" I'm sorry they are so mean to you. I think your beautiful, bandages and all."

The little boy in bandages smiled like the sun.

" You should come by my house to play sometime. I have a three legged dog. My mom said no one wanted to adopt him because he was different but she said it was up to us to love him and give him a good home no matter what he looked like."

Those two children showed me in one moment, how the power of kindness can heal a broken heart. It is a moment I have never forgotten to this day.

" Do you know what had happened to the little boy to cause his burns? "

Yes. When I arrived home the evening news had a feature story about a father who flew into a rage, killed his wife and set himself, his home and his two children on fire. The little boy in bandages was the only survivor, covered in 3rd degree burns all over his body, including his face. The story made note that it was the little boys first day returning to school since his tragedy, it brought tears to my eyes.

She asked, " Whatever happened to the little boy in bandages? "

I have no idea, but I wonder sometimes what kind of man he became, if he is still overcoming, if he has been blessed in life after all his hardships.

I explained to her that I had alot of friends die that year and when I would get down I would think of the little boy in bandages that would keep going despite the tragedy, despite the loss of his family or the pain of being ridiculed for his looks. This precious little boy had been through so much, yet he still found the courage to keep going and so could I. The little boy in bandages taught me to see beauty in unlikely places, to be kind to people regardless of their physical appearence. When you grow up in the beauty and fashion industry, you learn quickly beauty can be decieving. My mother's best friend Laurent would always say, "Beauty is as beauty does." I get exactly what he means now. A loving heart does not always match the pretty face or the hot body. Sometimes things can be the opposite of what they appear. Finding both in one package is rare. Learning to see beauty in things not so obvious is an art form of distinction unto itself.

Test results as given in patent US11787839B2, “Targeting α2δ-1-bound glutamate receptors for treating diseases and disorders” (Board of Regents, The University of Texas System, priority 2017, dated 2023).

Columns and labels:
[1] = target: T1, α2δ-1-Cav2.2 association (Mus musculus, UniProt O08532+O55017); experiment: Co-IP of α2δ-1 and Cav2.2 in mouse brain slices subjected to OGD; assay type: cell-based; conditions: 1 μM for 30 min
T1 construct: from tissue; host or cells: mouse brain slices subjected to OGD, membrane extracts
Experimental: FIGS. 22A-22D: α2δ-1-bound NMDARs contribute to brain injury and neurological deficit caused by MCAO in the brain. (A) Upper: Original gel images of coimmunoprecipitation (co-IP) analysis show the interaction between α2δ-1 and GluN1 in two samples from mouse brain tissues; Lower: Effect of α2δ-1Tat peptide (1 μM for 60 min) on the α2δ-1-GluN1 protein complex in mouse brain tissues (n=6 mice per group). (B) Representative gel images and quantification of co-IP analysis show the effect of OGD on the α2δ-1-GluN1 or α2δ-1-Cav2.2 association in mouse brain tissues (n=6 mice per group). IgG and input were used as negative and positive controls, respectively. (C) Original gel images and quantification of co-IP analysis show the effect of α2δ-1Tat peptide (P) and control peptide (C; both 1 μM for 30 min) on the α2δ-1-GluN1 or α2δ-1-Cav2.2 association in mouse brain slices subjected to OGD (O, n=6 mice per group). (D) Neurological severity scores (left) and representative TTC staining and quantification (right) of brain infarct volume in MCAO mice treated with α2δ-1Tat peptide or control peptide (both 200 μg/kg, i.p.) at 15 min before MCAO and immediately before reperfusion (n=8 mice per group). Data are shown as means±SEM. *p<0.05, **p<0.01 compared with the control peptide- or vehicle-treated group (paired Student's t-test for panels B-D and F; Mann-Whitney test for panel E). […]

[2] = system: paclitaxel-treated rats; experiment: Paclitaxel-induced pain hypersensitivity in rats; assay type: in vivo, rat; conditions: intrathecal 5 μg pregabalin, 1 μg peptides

" I can agree with that but sometimes it is hard for people to see beyond appearences. Majority of people only see my scars."

Well I can relate, I was blessed with big lips, big boobs and a big butt. My dad has a bubble butt, my mom has wide hips, put the two together and you get this (pointing to my butt.) They say in cosmetic surgery for lips, surgeons use the skin off the buttocks because it is so soft and most closely resembles lip tissue. Well if that is true, I could donate one of my butt cheeks, have plenty left over and still have people kissing my ass all over America and a few third world countries obsessed with plastic mouth surgery. (laughs) In highschool I was in the pool at 5 am swimming 100 laps every morning, I still run two miles on a treadmill in the gym, I don't eat sugar, I consume less than 50 carbs a day and my ass and boobs still aren't going anywhere. (laughs) Well on the bright side at least I won't ever need breast implants, collagen injections or a butt lift! I think at some point in your life you have to learn to accept your own flaws, and find humor in them because if you cannot love yourself, take the good with the bad, how can you expect anyone else to?